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from Return to Sandy Shores by Shirley Holder Platt

Copyright © 2019–2021 Shirley Holder Platt

Chapter 28 - Trent

With Tessa back in Chicago, Mom being well cared for in rehab, my worries about Dad abated, and Killer settled, I had time to wonder why Samantha hadn’t called me, or at least sent a text to say eff-off. I stopped by to have breakfast with Mom. I figured I could endure the runny, scrambled eggs if she could. She introduced me to her table mates, three women in their eighties, one who kept falling asleep in her chair. I prayed that I’d never have to stay in a place like this and wondered how Mom kept up her cheerful face. When we finished the last of our coffee, I wheeled her to the therapy room, or as she called it, the torture chamber. I kissed her on the forehead and said my goodbye as a tall woman greeted Mom with an “Are you ready for this?” I left before I could hear Mom’s reply.

I was at loose ends about my life. I had a month to figure out if I would stay at the marina, if I would get a job close to the parents, and if I was honest with myself, I was obsessed with a certain woman in a different town. Instead of doing the responsible thing that I’d normally chose to do, I drove to Sandy Shores. The whole time, I rehearsed my speech. At the shell shop, I parked and took a few deep breaths. Why was this making me so nervous? No woman had ever affected me like this. I started to turn around and go back to the boat. I could pull up the mooring lines, set the sail, and head to ports unknown. In a month or two, I wouldn’t remember there ever was a redhead to think about. I stared into the shop windows. As I reached for the {} to put the car into reverse, she walked to the front and began rearranging the merchandise.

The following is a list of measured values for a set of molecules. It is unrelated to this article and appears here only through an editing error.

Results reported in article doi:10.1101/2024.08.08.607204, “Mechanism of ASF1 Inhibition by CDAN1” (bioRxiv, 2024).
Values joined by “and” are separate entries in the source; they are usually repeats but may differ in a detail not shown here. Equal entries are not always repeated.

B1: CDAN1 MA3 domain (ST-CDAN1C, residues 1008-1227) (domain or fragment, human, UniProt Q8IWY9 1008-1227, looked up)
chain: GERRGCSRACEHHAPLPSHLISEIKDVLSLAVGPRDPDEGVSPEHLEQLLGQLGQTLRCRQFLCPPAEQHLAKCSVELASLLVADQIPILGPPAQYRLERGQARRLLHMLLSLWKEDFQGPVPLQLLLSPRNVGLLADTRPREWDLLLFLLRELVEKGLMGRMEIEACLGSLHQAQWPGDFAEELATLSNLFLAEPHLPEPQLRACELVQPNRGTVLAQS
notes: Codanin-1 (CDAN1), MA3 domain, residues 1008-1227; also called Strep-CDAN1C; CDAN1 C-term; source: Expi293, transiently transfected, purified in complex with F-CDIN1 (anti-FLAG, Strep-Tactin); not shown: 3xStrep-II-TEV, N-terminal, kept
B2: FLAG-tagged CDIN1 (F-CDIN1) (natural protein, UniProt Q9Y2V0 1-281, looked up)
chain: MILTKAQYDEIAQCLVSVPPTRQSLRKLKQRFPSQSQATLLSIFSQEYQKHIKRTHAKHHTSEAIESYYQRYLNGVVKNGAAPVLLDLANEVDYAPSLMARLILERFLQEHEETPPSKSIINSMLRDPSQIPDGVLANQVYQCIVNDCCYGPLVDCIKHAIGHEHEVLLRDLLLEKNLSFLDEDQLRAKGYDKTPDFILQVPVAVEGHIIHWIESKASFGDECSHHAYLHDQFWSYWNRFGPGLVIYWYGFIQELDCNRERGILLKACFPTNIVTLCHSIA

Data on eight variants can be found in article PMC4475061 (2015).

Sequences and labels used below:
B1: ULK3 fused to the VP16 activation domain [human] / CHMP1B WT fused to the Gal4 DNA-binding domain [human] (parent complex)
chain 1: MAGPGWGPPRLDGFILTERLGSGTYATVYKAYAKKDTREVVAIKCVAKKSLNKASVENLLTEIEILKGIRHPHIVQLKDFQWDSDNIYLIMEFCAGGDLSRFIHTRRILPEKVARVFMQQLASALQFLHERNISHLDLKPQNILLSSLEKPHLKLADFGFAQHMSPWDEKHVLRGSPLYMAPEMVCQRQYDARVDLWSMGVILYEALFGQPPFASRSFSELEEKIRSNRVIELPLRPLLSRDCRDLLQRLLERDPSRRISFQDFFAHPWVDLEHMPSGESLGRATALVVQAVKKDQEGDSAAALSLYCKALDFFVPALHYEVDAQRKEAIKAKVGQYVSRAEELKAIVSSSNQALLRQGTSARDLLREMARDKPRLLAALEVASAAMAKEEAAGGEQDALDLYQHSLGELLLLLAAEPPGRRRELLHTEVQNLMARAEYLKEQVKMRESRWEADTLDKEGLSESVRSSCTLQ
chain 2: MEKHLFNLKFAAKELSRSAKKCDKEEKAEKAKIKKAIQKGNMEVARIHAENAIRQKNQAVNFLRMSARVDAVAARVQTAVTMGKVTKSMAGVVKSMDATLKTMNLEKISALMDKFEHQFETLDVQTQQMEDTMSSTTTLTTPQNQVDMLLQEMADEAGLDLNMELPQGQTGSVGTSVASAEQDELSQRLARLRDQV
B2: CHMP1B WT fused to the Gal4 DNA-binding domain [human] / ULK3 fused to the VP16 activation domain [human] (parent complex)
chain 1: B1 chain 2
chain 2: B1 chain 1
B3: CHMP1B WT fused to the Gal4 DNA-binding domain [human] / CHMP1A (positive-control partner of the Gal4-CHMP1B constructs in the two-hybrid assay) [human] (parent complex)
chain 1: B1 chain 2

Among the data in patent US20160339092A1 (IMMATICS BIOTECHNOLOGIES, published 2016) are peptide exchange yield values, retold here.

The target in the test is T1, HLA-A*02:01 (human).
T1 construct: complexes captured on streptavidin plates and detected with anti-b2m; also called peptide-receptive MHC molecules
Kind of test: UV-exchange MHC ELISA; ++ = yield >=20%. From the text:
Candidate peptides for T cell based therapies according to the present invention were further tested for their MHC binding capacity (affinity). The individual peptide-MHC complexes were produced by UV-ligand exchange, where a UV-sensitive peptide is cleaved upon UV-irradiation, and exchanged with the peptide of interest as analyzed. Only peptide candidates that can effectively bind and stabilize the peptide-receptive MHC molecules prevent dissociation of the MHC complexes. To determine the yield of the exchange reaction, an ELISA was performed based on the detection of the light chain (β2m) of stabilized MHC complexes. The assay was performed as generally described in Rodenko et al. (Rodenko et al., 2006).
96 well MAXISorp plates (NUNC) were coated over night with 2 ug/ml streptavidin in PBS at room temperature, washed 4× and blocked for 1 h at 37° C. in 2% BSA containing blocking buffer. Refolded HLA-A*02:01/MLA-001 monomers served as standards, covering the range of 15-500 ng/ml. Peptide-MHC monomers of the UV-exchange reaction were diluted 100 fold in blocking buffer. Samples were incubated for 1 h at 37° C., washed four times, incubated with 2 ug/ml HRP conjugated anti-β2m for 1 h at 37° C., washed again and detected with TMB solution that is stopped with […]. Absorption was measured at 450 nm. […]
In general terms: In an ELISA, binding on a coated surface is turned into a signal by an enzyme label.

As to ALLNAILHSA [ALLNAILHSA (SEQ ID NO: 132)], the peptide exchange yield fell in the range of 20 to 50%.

I sat, transfixed, as she took a boring display and turned it into an inviting presentation of shells, mirrors, and windchimes. The sun on her short hair brought out various shades of red, and for the first time, I noticed that she had freckles on her shoulders. I couldn’t leave. My mind raced as I imagined kissing those shoulders, that neck, those ears, that adorable nose. As I reveled in these thoughts, she looked up and straight at me. I should say, she scowled. When she recognized my face, she whirled around and went to the back of the shop. I shot out of the car and ran to the door, opening it with more strength than necessary. The knob came out of my hand, and the arrangement of crosses made out of tiny shells jingled and almost fell to the floor. I winced and shut the door quietly. I couldn’t see Samantha. The teenager at the counter was a different one than I’d left my number with. He watched me as if he thought I wanted to rob the place.

“Where did Samantha go?” I asked as I ran my hand through my hair nervously.

The guy pointed his thumb to a closed door in the back.

“She said she wasn’t to be disturbed,” he said.

“Oh, did she?” I started for the door. The guy stepped in my path.

“You can’t go in there,” he said. I had to give it to her. She had already fostered some loyalty in this little shop.

“Watch me.” I brushed past him and left him standing with his mouth open. I knocked on the door and tried the handle. Locked. “Samantha.” I was practically shouting, and I was rattling the door knob as if I could shake it loose.

“Dude. No one calls her Samantha.” The guy was chewing bubble gum. He blew a huge bubble tha...

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